Getting both an athletic edge-rusher and an extra first-round pick would set Lynch and the 49ers up as one of Day 1's biggest winners.
11. Cincinnati Bengals
Dwayne Haskins, QB, Ohio State
This is a pick that will make some fans in the Queen City happy and others angry.
Never mind the teams picking just behind the Bengals who may have their eyes on the 6'3", 231-pounder after Haskins lit up the Big Ten to the tune of 50 touchdown passes in 2018.
"I have full belief in our quarterback," Taylor said. "Andy has won a lot of games in this league, and so I'm excited. If he had been healthy all season, I would've been excited to see what he did last year, healthy for all the games. I'm excited to work with Andy, full belief in Andy, that he's the right guy for what we want to do."
However, ESPN's Adam Schefter said on Get Up! (via 247Sports) that there's "increasing chatter" that the Bengals are eyeing a successor to the 31-year-old.
An in-state star who could sit behind Dalton in 2019 could be too good to pass up.
12. Green Bay Packers
T.J. Hockenson, TE, Iowa
The Green Bay Packers are coming off their worst season in a decade. The silver lining of their dreadful season is having a pick inside the top 12.
Given the Pack's other needs (including wide receiver and the offensive line), it might seem odd to imagine Green Bay using the high pick on a tight end—especially with Jimmy Graham still on the roster.
But make no mistake—with a healthy Aaron Rodgers back, the Packers are in "win now" mode. Green Bay wants players that can contribute from the moment they arrive in Titletown.
And Iowa's T.J. Hockenson fits that bill to a tee.
It's been a good long while since we saw a tight end prospect as well-rounded as Hockenson entering the NFL. The 6'5", 251-pounder is just as comfortable pulling in passes down the seam as he is running over defenders as a run-blocker.
Hockenson would be a welcome addition—and an immediate contributor.
13. Houston Texans (from Miami)
Jonah Williams, OT, Alabama
The Houston Texans have one glaring, overriding need that towers above all others—improving an offensive line that allowed an NFL-high 62 sacks in 2018.
As such, giving up the 23rd pick, one of their consecutive picks in the second round and a Day 3 selection to a Dolphins team looking to stockpile picks as they begin a ground-up rebuild would be an easy sell if it meant adding the player many consider the best left tackle prospect in the class of 2019.
Many draftniks have the 6'4", 302-pounder tabbed as a guard. But per Justin Melo of Draft Wire, Williams is confident he can man the blind side in the pros just as he did at Alabama.
"Not only do I feel like I'm a tackle, but I'm the best tackle in this draft," Williams said. "I believe I've proven that. I'm not a guy that wants to talk about this and beat my chest about what I'm capable of. I feel like my tape has proven this over my career here at Alabama."
I'm not about to argue with a guy that size.
14. Atlanta Falcons
Cody Ford, OT/OG, Oklahoma
The Atlanta Falcons struggled last year both in run blocking and pass protection—struggles that contributed to the team going 7-9 and missing the playoffs.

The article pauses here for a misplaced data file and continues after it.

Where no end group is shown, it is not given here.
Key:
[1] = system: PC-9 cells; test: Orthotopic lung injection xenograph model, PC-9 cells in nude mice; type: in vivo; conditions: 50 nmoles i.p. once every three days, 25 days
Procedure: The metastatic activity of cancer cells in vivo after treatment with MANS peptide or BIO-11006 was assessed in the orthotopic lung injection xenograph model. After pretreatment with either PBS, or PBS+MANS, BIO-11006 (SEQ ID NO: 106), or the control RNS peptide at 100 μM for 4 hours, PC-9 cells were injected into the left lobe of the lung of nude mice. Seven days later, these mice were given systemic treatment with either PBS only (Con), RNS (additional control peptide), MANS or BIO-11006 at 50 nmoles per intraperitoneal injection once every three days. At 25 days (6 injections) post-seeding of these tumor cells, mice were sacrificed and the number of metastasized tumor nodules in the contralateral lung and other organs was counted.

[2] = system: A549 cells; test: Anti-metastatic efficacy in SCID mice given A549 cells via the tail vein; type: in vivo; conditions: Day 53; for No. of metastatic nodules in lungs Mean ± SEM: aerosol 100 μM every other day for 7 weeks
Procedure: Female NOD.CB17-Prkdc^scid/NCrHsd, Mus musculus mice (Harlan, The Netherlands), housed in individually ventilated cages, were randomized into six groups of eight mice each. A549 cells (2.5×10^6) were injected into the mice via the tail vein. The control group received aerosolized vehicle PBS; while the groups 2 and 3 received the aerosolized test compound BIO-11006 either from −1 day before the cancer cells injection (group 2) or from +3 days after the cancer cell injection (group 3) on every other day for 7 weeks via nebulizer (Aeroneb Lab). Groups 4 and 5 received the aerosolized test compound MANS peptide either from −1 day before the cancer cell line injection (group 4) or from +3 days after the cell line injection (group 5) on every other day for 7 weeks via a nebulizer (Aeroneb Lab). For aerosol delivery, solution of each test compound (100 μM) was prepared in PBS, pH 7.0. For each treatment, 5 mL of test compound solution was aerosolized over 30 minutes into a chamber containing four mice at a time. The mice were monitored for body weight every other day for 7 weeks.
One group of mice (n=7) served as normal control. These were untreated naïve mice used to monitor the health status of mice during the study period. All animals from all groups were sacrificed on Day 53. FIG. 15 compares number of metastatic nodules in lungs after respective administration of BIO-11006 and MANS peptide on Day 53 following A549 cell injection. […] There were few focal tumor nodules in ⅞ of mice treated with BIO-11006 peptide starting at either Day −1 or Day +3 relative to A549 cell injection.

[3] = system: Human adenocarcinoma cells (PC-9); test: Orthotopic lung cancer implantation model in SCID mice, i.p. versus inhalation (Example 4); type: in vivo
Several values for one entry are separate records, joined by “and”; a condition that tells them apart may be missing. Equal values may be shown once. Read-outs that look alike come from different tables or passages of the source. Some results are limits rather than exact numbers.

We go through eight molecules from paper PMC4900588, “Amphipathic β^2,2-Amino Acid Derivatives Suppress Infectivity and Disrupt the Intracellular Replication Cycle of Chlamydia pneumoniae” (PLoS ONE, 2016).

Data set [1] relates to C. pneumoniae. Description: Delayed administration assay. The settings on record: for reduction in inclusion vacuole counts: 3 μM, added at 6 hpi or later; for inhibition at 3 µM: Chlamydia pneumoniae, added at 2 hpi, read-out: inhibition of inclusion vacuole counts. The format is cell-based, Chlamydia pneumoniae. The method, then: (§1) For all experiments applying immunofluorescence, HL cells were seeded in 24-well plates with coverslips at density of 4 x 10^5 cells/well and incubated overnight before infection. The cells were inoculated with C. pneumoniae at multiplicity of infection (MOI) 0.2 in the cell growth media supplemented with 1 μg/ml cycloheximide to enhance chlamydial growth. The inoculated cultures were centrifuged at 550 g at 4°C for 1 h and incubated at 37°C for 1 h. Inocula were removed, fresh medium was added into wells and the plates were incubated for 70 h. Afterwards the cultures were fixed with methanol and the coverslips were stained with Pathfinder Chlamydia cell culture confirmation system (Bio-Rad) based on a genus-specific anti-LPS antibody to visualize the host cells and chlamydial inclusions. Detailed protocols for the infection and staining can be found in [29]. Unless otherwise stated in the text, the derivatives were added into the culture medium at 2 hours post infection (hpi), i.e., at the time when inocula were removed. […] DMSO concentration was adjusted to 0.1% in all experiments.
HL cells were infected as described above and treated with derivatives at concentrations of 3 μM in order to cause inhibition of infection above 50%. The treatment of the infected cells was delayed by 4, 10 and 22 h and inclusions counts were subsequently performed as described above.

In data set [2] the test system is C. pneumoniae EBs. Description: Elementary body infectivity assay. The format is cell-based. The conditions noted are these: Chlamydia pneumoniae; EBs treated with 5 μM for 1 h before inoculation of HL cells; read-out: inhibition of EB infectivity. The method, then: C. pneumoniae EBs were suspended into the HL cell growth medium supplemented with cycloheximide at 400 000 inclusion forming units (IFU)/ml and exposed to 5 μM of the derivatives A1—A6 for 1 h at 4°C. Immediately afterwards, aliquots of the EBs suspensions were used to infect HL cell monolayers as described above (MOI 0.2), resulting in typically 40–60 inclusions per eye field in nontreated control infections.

Upgrading the interior of the offensive line is a priority for the Falcons in 2019, and while edge-rusher might be an even bigger one, an early run at that position could send Atlanta right up the gut.
And right into mammoth offensive lineman Cody Ford of Oklahoma.
A tackle in Norman, Ford is as athletic as he is massive—a 6'4", 329-pound mountain of a man who should be able to kick inside and contribute at guard right away.
It's not all that often that a lineman Ford's size comes along who also has the wheels to be a fit in Atlanta's zone-blocking scheme.
The Falcons should seize the opportunity to add him in an effort to improve a rushing attack that managed just 98.3 yards per game in 2018—27th in the league.
15. Washington Redskins
D.K. Metcalf, WR, Ole Miss
Nope, not a quarterback.
Maybe it's because the Redskins will be the team that swings a deal for Arizona's Josh Rosen. Maybe it's because Washington will hold out hope that Alex Smith will be able to resume his career at some point.
In any event, whether it's Smith, Rosen, Case Keenum or someone else under center in the nation's capital, unless the Redskins improve the weapons at their disposal, that quarterback is set up to fail. Washington's wideout corps is currently Josh Doctson, Paul Richardson and a whole lot of "who?"
D.K. Metcalf of Ole Miss has been surging up draft boards since putting on a clinic at the combine—he has a combination of size (6'3", a chiseled 228 pounds) and speed (4.33-second 40) that doesn't come along every day.
Metcalf is not a finished product, but if he comes close to realizing his immense potential, he could be a star.
16. Carolina Panthers
Clelin Ferrell, DE, Clemson
The Carolina Panthers have long been known for possessing a deep and talented defensive line. But attrition has taken its toll on that line—especially on the edge. With all due respect to veterans Mario Addison and Bruce Irvin, in 15 combined NFL seasons the pair has combined for just a single 10-sack season.
That need (and a loaded class of edge-rushers) makes Carolina one of the more likely teams to trade up in Round 1 this year. But even if the Panthers stand pat, there should be a couple of options available at 16.